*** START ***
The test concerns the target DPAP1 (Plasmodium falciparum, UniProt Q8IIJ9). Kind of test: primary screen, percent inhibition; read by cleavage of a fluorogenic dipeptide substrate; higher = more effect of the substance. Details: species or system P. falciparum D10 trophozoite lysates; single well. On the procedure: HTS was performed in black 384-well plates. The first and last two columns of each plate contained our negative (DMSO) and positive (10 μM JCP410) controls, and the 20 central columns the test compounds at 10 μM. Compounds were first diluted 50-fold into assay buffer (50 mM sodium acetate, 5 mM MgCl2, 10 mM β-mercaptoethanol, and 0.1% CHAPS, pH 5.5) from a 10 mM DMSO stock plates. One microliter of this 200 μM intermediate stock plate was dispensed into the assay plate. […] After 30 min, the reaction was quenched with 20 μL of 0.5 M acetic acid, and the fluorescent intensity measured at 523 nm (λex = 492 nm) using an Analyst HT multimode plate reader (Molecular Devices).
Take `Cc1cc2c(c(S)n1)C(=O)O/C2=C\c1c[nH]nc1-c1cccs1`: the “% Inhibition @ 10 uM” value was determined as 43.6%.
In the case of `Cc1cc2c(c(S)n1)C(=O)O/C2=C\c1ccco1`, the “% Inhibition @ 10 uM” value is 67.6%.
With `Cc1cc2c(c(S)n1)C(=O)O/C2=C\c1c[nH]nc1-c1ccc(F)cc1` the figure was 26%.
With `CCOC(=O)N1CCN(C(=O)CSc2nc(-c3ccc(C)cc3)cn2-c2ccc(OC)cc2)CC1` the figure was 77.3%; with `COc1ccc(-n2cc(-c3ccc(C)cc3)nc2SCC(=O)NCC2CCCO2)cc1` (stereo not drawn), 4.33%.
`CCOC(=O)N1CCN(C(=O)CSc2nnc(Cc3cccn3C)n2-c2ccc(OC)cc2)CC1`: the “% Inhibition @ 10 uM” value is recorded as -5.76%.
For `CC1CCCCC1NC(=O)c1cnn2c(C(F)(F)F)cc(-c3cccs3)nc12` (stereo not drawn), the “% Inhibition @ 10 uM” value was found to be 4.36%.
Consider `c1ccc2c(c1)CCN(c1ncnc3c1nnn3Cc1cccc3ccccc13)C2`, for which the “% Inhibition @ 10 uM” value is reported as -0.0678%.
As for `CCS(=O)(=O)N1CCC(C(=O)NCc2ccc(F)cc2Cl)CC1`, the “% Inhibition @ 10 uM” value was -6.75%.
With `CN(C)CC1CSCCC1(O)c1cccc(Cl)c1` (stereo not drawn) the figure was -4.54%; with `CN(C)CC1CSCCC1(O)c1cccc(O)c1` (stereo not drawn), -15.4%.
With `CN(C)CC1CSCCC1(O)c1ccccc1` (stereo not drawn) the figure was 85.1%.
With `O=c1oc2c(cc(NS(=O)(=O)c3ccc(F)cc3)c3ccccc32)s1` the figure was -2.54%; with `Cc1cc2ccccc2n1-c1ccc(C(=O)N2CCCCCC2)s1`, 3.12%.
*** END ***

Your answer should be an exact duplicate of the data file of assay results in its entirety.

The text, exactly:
The test concerns the target DPAP1 (Plasmodium falciparum, UniProt Q8IIJ9). Kind of test: primary screen, percent inhibition; read by cleavage of a fluorogenic dipeptide substrate; higher = more effect of the substance. Details: species or system P. falciparum D10 trophozoite lysates; single well. On the procedure: HTS was performed in black 384-well plates. The first and last two columns of each plate contained our negative (DMSO) and positive (10 μM JCP410) controls, and the 20 central columns the test compounds at 10 μM. Compounds were first diluted 50-fold into assay buffer (50 mM sodium acetate, 5 mM MgCl2, 10 mM β-mercaptoethanol, and 0.1% CHAPS, pH 5.5) from a 10 mM DMSO stock plates. One microliter of this 200 μM intermediate stock plate was dispensed into the assay plate. […] After 30 min, the reaction was quenched with 20 μL of 0.5 M acetic acid, and the fluorescent intensity measured at 523 nm (λex = 492 nm) using an Analyst HT multimode plate reader (Molecular Devices).
Take `Cc1cc2c(c(S)n1)C(=O)O/C2=C\c1c[nH]nc1-c1cccs1`: the “% Inhibition @ 10 uM” value was determined as 43.6%.
In the case of `Cc1cc2c(c(S)n1)C(=O)O/C2=C\c1ccco1`, the “% Inhibition @ 10 uM” value is 67.6%.
With `Cc1cc2c(c(S)n1)C(=O)O/C2=C\c1c[nH]nc1-c1ccc(F)cc1` the figure was 26%.
With `CCOC(=O)N1CCN(C(=O)CSc2nc(-c3ccc(C)cc3)cn2-c2ccc(OC)cc2)CC1` the figure was 77.3%; with `COc1ccc(-n2cc(-c3ccc(C)cc3)nc2SCC(=O)NCC2CCCO2)cc1` (stereo not drawn), 4.33%.
`CCOC(=O)N1CCN(C(=O)CSc2nnc(Cc3cccn3C)n2-c2ccc(OC)cc2)CC1`: the “% Inhibition @ 10 uM” value is recorded as -5.76%.
For `CC1CCCCC1NC(=O)c1cnn2c(C(F)(F)F)cc(-c3cccs3)nc12` (stereo not drawn), the “% Inhibition @ 10 uM” value was found to be 4.36%.
Consider `c1ccc2c(c1)CCN(c1ncnc3c1nnn3Cc1cccc3ccccc13)C2`, for which the “% Inhibition @ 10 uM” value is reported as -0.0678%.
As for `CCS(=O)(=O)N1CCC(C(=O)NCc2ccc(F)cc2Cl)CC1`, the “% Inhibition @ 10 uM” value was -6.75%.
With `CN(C)CC1CSCCC1(O)c1cccc(Cl)c1` (stereo not drawn) the figure was -4.54%; with `CN(C)CC1CSCCC1(O)c1cccc(O)c1` (stereo not drawn), -15.4%.
With `CN(C)CC1CSCCC1(O)c1ccccc1` (stereo not drawn) the figure was 85.1%.
With `O=c1oc2c(cc(NS(=O)(=O)c3ccc(F)cc3)c3ccccc32)s1` the figure was -2.54%; with `Cc1cc2ccccc2n1-c1ccc(C(=O)N2CCCCCC2)s1`, 3.12%.